Problem Set based on VI. Convergence, open and closed sets.

Problem 1.

Give an example of a metric space R and two open spheres S(x,r_{1}), S(y, r_{2}) in R such that S(x, r_{1}) \subset S(y,r_{2}) although r_{1}> r_{2}.

Problem 2:

Prove that every contact point of a set M is either a limit point of M or is an isolated point of M.

Comment. In particular, [M] can only contain points of the following three types:

a) Limit points of M belonging to M.

b) Limit points of M which do not belong to M.

c) Isolated points of M.

Thus, [M] is the union of M and the set of all its limit points.

Problem 3:

Prove that if x_{n}\rightarrow x and y_{n} \rightarrow y as n \rightarrow \infty then \rho(x_{n},y_{n}) \rightarrow \rho(x,y).

Hint : use the following problem: Given a metric space (X,\rho) prove that |\rho(x,z)-\rho(y,u)| \leq |\rho(x,y)|+|\rho(z,u)|

Problem 4:

Let f be a mapping of one metric space X into another metric space Y. Prove that f is continuous at a point x_{0} if and only if the sequence \{ y_{n}\} = \{ f(x_{n})\} converges to y=f(x_{0}) whenever the sequence x_{n} converges to x_{0}.

Problem 5:

Prove that :

(a) the closure of any set M is a closed set.

(b) [M] is the smallest closed set containing M.

Problem 6:

Is the union of infinitely many closed sets necessarily closed? How about the intersection of infinitely many open sets? Give examples.

Problem 7:

Prove directly that the point \frac{1}{4} belongs to the Cantor set F, although it is not the end point of any of the open interval deleted in constructing F. Hint: The point \frac{1}{4} divides the interval [0,1] in the ratio 1:3 and so on.

Problem 8:

Let F be the Cantor set. Prove that

(a) the points of the first kind form an everywhere dense subset of F.

(b) the numbers of the form t_{1}+t_{2} where t_{1}, t_{2} \in F fill the whole interval [0,2].

Problem 9:

Given a metric space R, let A be a subset of R, and x \in R. Then, the number \rho(A,x) = \inf_{a \in A}\rho(a,x) is called the distance between A and x. Prove that

(a) x \in A implies \rho(A,x)=0 but not conversely

(b) \rho(A,x) is a continuous function of x (for fixed A).

(c) \rho(A,x)=0 if and only if x is a contact point of A.

(d) [A]=A \bigcup M, where M is the set of all points x such that \rho(A,x)=0.

Problem 10:

Let A and B be two subsets of a metric space R. Then, the number \rho(A,B)= \inf_{a \in A, b \in B}\rho(a,b) is called the distance between A and B. Show that \rho(A,B)=0 if A \bigcap B \neq \phi, but not conversely.

Problem 11:

Let M_{K} be the set of all functions f in C_{[a,b]} satisfying a Lipschitz condition, that is, the set of all f such that |f(t_{1}-f(t_{2})| \leq K|t_{1}-t_{2}| for all t_{1}, t_{2} \in [a,b], where K is a fixed positive number. Prove that:

a) M_{K} is closed and in fact is the closure of the set of all differentiable functions on [a,b] such that |f^{'}(t)| \leq K

(b) the set M = \bigcup_{K}M_{K} of all functions satisfying a Lipschitz condition for some K is not closed;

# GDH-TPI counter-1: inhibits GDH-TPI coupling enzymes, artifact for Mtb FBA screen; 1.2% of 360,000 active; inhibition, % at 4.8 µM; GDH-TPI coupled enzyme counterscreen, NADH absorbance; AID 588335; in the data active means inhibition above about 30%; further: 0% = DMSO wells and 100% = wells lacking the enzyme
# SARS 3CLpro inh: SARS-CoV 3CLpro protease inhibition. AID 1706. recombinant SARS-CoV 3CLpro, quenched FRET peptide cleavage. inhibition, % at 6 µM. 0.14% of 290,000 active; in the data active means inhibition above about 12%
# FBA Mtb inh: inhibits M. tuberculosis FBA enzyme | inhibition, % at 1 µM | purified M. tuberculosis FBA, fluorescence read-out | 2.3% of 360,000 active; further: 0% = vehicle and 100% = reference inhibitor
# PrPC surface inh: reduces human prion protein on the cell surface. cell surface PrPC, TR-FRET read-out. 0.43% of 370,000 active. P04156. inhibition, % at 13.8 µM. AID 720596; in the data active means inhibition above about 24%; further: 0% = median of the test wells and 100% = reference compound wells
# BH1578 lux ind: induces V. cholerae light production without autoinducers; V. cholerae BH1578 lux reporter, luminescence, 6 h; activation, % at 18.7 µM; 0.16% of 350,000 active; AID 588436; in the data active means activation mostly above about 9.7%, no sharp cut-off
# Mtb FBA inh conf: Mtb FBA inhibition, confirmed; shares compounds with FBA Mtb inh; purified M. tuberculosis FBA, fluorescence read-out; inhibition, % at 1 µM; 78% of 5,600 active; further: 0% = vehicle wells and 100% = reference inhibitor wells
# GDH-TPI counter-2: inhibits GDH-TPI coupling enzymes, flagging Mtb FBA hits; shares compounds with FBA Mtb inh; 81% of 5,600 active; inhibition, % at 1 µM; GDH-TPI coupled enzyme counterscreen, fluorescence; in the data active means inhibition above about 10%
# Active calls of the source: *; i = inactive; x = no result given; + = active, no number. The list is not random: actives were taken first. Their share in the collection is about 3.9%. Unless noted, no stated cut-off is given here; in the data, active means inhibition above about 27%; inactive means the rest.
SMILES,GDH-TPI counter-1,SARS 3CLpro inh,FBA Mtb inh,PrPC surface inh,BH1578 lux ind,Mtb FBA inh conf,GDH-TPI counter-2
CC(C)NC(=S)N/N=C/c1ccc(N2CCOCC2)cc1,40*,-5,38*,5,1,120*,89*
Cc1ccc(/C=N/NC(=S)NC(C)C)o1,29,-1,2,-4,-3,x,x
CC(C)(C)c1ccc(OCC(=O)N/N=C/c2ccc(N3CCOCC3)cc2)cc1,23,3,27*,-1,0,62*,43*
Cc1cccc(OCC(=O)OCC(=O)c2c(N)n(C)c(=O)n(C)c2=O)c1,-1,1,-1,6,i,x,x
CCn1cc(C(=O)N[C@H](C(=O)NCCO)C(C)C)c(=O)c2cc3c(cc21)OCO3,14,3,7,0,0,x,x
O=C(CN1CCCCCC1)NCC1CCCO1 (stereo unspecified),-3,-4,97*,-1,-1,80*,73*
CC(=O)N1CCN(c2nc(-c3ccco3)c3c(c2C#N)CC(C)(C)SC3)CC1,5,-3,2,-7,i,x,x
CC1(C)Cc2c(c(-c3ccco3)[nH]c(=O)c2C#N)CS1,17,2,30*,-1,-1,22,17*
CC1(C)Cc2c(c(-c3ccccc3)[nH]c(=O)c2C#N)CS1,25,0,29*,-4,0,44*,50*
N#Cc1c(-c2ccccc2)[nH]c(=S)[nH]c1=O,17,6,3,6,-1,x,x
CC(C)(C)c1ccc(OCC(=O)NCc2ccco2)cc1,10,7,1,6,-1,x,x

(c) The closure of M is the whole space C_{[a,b]}

Problem 12:

An open set G in n-dimensional Euclidean space R^{n} is said to be connected if any points x,y \in G can be joined by a polygonal line(by a polygonal line we mean a curve obtained by joining a finite number of straight line segments end to end.) lying entirely in G. For example, the open disk x^{2}+y^{2}<1 is connected, but not the union of the two disks x^{2}+y^{2}<1, (x-2)^{2}+y^{2}<1 (even though they share a contact point). An open subset of an open set G is called a component of G if it is connected and is not contained in a larger connected subset of G. Use Zorn’s lemma to prove that every open set G in R^{n} is the union of no more than countably many pairwise disjoint components.

Comment: In the case n=1, that is, the case on the real line, every connected open set is an open interval, possibility one of the infinite intervals (-\infty, \infty), (a, \infty) or (-\infty, b). Thus, theorem 6 (namely: Every open set G on the real line is the union of a finite or countable system of pairwise disjoint open intervals) on the structures of open sets on the line is tantamount to two assertions:

(i) Every open set on the line is the union of a finite or countable number of components.

(ii) Every open connected set on the line is an open interval.

The first assertion holds for open sets in R^{n} (and, in fact, is susceptible to further generalizations), while the second assertion pertains specifically to the real line.


Happy analysis !!

Nalin Pithwa

Leave a Reply

Fill in your details below or click an icon to log in: Logo

You are commenting using your account. Log Out /  Change )

Google photo

You are commenting using your Google account. Log Out /  Change )

Twitter picture

You are commenting using your Twitter account. Log Out /  Change )

Facebook photo

You are commenting using your Facebook account. Log Out /  Change )

Connecting to %s

This site uses Akismet to reduce spam. Learn how your comment data is processed.